RAINN.org lists 80% of rape and sexual assault victims as being under 30 years of age. Under 30 is a huge section of AHS’ audience. I hope they are getting the messages across beyond the violent imagery. I know many of you were probably cheering zombie-Kyle on as he took a trophy to his mom’s face, but that’s the surface horror. Gore is not what makes something scary. The everyday-realities of our lives reflected back at us is the real horror. The real horror is that this happens all the time and no one is talking about it. I just have to wonder if the messages are getting across or do people just see this show as shock for shock’s sake? I really hope not because there is real potential here. a_560x0

While some of you are just grossed out, I am proud of the show’s writers for creating fully-realized characters with flaws. Even the mother is a role most women do not get to play often. They didn’t just show her as some trope of villany. She was complex, coping with the loss of men in her life, suicidal, down-trodden and probably suffered some form of sexual abuse in her past as well. She thought she was doing something to please her son. While we didn’t see what her relationship with Kyle was like when he was coherent, I get the feeling he went along with it for a while. His reaction to Madison getting gang-raped at the party takes on a whole new meaning once you consider that. Maybe I am reading too far into this, but I’ve heard rape survivors feel disconnected from their bodies. Many victims of childhood sexual abuse can become withdrawn. Perhaps the mute-monster version of Kyle is a metaphor for this. The silent, dissociative “Franken-Kyle” made up of other boys’ parts is a perfect parallel to how some victims of sexual abuse feel. If you were going for this, Tim Minear, then I applaud you! When Kyle screams, “NO!” right before he attacks his mother we know this was a breaking point. Who is the real monster in this scenario? Good writing should make you ask those questions.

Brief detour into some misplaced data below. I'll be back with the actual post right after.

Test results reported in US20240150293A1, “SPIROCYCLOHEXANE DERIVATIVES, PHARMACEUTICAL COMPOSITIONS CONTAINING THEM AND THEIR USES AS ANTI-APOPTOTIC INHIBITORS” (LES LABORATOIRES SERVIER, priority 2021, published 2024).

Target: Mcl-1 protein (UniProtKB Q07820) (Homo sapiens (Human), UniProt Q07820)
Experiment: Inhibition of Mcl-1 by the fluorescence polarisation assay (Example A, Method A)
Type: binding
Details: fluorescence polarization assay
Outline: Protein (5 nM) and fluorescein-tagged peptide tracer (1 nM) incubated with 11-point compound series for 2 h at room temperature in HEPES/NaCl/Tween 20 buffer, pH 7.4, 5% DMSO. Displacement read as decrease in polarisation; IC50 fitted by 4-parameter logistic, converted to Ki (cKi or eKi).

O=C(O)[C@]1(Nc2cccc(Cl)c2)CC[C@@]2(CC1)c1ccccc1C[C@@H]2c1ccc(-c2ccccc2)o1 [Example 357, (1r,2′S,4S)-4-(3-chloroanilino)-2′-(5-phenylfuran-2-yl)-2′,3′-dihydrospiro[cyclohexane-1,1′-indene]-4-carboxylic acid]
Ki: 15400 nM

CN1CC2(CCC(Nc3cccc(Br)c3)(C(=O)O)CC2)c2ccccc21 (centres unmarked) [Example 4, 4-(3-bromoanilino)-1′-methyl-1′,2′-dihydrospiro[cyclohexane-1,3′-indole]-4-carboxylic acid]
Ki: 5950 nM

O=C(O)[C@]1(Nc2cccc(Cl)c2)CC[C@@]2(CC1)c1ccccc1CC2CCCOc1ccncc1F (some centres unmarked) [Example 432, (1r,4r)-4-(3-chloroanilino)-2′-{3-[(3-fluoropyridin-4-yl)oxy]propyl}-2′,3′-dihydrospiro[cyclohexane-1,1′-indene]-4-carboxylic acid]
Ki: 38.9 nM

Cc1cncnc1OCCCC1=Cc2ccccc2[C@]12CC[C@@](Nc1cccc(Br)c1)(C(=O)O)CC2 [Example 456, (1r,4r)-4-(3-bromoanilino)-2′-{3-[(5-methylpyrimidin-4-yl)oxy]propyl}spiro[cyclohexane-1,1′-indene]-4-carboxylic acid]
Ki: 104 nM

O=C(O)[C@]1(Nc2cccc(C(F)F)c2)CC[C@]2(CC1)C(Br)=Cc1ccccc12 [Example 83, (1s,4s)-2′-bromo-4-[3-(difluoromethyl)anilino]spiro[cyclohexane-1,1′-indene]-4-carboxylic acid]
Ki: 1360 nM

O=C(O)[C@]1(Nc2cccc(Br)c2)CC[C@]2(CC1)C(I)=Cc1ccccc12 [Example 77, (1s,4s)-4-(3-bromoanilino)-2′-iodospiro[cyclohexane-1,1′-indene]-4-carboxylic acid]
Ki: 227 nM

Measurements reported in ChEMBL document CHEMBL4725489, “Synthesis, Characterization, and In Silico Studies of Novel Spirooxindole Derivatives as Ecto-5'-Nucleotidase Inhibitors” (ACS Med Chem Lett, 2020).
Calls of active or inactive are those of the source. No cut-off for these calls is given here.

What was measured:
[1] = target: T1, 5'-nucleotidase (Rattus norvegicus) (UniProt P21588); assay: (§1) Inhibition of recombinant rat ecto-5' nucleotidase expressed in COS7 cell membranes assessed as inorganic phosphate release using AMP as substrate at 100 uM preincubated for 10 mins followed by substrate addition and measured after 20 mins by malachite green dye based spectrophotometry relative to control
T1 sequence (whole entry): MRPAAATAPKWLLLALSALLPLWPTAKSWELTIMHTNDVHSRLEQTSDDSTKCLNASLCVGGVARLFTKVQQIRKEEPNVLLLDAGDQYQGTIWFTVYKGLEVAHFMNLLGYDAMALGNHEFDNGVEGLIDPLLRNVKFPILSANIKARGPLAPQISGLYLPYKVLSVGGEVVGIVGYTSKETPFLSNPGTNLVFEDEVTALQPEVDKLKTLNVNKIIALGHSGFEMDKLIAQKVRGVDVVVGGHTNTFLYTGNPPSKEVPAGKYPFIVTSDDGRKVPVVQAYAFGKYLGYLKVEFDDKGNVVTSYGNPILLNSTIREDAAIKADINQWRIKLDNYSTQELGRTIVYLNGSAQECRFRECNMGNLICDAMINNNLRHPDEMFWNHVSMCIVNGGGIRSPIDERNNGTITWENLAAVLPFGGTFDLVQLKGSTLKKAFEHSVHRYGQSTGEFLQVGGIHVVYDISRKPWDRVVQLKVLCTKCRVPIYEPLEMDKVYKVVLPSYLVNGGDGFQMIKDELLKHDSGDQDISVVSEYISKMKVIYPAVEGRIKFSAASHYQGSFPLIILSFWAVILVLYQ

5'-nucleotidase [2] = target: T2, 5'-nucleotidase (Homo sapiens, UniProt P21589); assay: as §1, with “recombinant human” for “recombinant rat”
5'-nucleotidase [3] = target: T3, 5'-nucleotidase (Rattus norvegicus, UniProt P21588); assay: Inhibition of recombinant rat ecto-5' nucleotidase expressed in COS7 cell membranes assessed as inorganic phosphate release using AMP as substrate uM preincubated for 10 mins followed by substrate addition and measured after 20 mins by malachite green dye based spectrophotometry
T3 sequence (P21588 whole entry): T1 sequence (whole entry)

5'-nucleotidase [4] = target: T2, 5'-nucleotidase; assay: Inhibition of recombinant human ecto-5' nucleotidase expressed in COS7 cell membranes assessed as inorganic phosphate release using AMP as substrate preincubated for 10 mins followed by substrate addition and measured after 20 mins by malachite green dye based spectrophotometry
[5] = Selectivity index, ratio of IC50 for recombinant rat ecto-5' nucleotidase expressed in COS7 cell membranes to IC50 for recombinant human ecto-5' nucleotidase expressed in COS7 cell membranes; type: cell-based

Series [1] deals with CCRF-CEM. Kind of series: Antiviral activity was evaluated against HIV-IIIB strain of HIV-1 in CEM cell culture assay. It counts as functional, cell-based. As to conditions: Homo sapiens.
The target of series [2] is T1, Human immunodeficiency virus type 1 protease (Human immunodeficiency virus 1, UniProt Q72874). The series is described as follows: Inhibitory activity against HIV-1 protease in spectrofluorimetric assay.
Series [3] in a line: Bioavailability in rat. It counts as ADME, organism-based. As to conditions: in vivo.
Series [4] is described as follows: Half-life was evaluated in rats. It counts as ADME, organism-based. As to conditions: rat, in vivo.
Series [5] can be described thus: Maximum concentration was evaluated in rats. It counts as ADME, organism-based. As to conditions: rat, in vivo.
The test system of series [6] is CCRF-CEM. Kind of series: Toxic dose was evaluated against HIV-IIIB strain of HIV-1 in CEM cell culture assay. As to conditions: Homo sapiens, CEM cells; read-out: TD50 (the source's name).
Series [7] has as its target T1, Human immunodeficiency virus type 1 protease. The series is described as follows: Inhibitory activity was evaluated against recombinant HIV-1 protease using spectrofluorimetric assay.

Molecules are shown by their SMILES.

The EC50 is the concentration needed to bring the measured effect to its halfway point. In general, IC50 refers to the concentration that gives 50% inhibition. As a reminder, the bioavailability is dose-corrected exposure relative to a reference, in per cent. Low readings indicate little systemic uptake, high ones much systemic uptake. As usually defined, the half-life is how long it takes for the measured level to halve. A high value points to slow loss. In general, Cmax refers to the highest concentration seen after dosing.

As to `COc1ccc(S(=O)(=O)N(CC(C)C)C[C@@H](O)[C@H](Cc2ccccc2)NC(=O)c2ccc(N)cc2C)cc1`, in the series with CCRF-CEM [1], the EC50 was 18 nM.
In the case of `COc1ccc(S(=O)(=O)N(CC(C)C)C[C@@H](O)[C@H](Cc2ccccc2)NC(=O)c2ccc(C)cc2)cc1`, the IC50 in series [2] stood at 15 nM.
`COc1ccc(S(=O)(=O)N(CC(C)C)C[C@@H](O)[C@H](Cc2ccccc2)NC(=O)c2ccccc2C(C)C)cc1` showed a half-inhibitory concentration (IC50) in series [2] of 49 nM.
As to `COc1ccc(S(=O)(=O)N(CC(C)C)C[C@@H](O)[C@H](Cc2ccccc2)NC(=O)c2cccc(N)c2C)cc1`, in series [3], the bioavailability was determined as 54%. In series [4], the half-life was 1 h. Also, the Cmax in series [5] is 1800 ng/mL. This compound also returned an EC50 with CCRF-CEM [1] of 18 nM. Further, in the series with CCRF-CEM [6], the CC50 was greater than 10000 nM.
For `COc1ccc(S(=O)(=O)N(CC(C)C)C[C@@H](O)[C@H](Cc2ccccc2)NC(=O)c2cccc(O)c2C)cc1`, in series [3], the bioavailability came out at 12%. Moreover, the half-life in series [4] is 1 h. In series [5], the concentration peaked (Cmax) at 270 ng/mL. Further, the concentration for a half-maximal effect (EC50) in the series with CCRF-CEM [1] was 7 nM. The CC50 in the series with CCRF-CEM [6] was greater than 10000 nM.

As I’ve said before, TV is where writers are taking risks these days. There’s too much riding on movies and how do you market a downer? Television can show facets of life, no matter how ugly, and get away with it. Movies are so expensive to make and theater-going audiences are dwindling. I feel filmmakers (with some exceptions) are afraid to take risks because it’s so hard to get movies made and distributed these days. Shows like AHS, which feature ensemble casts, can focus on a few people per episode and highlight their dysfunction without the whole show being about that one issue.

AHS has not always done the best job treating these issues with respect and class, but I will argue for its place on my TV. So, next time the show makes you squirm, think about why the writers chose to go there. I guarantee there’s more to it than shock value.

***Male survivors and others affected by sexual violence can receive free, confidential, live help through RAINN’s National Sexual Assault Hotline, 24/7. Call 1.800.656.HOPE to be connected to a local rape crisis center in your area, or visit the National Sexual Assault Online Hotline to get live help in an instant-messaging format.